Mesinger Pulse - "Empirical Data is the New Spaghetti at the Wall" - Mesinger Jet Sales

Mesinger Pulse – “Empirical Data is the New Spaghetti at the Wall”

As our industry has evolved over the years, so much has changed and yet so much has remained the same, until now. I believe that this great industry that we all work in has struggled for years over the best way to accurately capture residual loss and valuation of our fleet. We have so many moving parts to this equation that are only growing more complex. What started out as an industry based on handshakes, guess work and the idea of prices sometimes up and sometimes down has matured to an industry of complex International transactions, out of balance supply and demand ratios, pricing instability and a need to finally provide clarity and insight like never before for both buyers and sellers.

With so many points of data to consider including supply levels, uniqueness of each aircraft with respect to configuration, cosmetics and varying levels of avionic upgrades, an aging fleet still actively in service, quarterly residual loss rates, recent transaction intel, it is no longer acceptable to guess about the correct asking price or price to offer for an acquisition. Empirical data is the new spaghetti at the wall. There has never been a very reliable place to find the aggregation of all of this information. Certain gathering bodies join some numbers together and others join others. In fact, it often seems random and out of sync with what each of us feel about the markets we are actually living and operating within.  I have always believed the system of gathering and reporting to the guides was flawed. So many of us have confidentiality agreements that prohibit us from reporting actual sales numbers to the books. In fact, in any given quarter with such few transactions in each category segment, compounded by year models within those categories, made even more complicated by a sales number possibly not even representing the actual condition against the norm, the outcome of a valuation cannot possibly be reflective of the market segment.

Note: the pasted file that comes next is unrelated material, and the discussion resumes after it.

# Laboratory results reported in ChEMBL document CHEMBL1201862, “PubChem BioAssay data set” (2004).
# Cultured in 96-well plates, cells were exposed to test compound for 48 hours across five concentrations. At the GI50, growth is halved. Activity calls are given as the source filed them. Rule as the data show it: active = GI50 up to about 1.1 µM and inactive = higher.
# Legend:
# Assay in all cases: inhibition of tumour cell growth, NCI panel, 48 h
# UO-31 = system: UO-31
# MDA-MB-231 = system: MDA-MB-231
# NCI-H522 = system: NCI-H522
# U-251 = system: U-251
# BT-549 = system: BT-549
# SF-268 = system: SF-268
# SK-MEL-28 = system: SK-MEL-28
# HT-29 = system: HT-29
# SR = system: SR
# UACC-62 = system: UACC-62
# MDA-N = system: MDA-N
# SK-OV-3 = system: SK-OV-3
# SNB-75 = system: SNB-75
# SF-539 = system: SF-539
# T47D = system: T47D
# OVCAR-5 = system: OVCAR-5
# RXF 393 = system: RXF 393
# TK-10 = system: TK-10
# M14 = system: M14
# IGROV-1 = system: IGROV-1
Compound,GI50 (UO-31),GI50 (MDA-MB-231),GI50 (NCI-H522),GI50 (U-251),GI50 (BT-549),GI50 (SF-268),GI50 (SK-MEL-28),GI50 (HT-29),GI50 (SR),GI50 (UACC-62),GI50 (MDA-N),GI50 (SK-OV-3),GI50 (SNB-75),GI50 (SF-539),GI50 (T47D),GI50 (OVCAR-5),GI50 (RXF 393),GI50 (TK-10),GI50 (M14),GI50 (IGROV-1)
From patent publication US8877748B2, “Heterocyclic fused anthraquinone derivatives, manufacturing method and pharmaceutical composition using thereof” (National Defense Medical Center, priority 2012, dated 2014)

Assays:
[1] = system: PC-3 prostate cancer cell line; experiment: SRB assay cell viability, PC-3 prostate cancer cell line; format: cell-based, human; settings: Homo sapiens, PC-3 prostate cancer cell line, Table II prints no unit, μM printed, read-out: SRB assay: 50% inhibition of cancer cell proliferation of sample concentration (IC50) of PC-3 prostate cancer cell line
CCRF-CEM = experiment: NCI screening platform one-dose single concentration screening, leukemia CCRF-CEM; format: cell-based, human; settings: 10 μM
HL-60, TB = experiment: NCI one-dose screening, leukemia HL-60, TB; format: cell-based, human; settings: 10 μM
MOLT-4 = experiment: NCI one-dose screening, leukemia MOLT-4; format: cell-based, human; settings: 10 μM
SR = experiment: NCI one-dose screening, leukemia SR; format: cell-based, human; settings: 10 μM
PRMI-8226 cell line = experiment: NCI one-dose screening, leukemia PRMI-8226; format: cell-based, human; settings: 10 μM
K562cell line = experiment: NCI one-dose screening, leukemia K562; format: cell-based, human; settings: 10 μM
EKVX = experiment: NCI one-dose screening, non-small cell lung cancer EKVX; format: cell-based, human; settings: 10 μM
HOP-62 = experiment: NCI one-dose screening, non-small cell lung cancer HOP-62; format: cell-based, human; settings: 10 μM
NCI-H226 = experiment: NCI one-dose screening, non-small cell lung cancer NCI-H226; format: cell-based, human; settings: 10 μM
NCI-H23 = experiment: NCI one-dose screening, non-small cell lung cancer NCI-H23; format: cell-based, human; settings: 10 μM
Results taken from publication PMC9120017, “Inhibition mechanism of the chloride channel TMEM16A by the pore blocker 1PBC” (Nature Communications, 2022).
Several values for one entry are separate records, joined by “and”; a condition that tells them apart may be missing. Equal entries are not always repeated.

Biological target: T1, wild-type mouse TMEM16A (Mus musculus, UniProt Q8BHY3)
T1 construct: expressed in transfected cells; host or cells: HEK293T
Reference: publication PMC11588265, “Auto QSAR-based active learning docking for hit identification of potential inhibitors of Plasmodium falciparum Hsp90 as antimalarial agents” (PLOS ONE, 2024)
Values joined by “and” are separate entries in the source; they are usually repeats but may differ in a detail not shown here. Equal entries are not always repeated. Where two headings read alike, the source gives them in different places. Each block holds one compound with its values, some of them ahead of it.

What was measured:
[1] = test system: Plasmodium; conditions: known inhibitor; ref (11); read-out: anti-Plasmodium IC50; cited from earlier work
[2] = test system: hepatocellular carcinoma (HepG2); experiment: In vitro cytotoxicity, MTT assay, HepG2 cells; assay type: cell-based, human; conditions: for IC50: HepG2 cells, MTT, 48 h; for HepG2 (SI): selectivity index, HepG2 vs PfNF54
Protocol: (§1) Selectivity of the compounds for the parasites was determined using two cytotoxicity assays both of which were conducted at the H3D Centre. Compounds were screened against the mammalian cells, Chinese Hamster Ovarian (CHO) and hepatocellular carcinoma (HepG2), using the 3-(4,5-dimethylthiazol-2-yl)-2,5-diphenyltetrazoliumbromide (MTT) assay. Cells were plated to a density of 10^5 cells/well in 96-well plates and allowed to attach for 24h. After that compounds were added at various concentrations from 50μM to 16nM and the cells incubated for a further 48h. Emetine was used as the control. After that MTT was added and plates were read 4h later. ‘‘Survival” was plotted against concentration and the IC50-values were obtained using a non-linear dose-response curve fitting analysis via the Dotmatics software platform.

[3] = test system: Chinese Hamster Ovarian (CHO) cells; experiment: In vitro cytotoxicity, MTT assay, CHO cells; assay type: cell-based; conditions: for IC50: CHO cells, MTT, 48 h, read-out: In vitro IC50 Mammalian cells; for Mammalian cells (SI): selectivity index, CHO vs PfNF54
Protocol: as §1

Our office has been gathering comprehensive details about aircraft in a myriad of markets for years, including transaction details from peer to peer relationships in the industry. We have always had a focused and dedicated division of our business effectively connecting all the relevant dots and presenting that analysis to our customers in easily digestible formats. It is not good enough to just say, “well the two reporting books say….” Empirical data gathered from hard work and active involvement in aircraft markets on a daily basis has given us an edge that is creating analysis for our clients resulting in fewer days on the market and maximized returns for our sellers and much better buys for our acquisition clients.

It is time, with such huge dollars being at play and so many factors shifting daily, that our industry strives for accuracy in valuation analysis. Having just attended the NBAA BACE in Orlando, I have never before heard so much conversation and new products introduced around valuation and the smart calculation needed to provide stability. I admit I also hear polarizing discussions with some groups trying to force a market view that shows pricing going up. While the opposing side continues to call it what it is, a high supply market with inventory levels out of balance due to the slowdown in the emerging markets, an inability for manufacturers to change their production levels on a dime, and an aging fleet that still proves to be safe and reliable with upgrade paths which allow for much lower capital investment than trading up in year model and iteration of product.

There is no substitute for the hundreds of calls per week our office makes into the market and the crunching of numbers and merging of Intel. Our industry is on a Warpath to solving these questions. We are going to all be stronger and better with the use of empirical data to interpret more intelligently with more logical outcomes. Stand by, Magic is happening.

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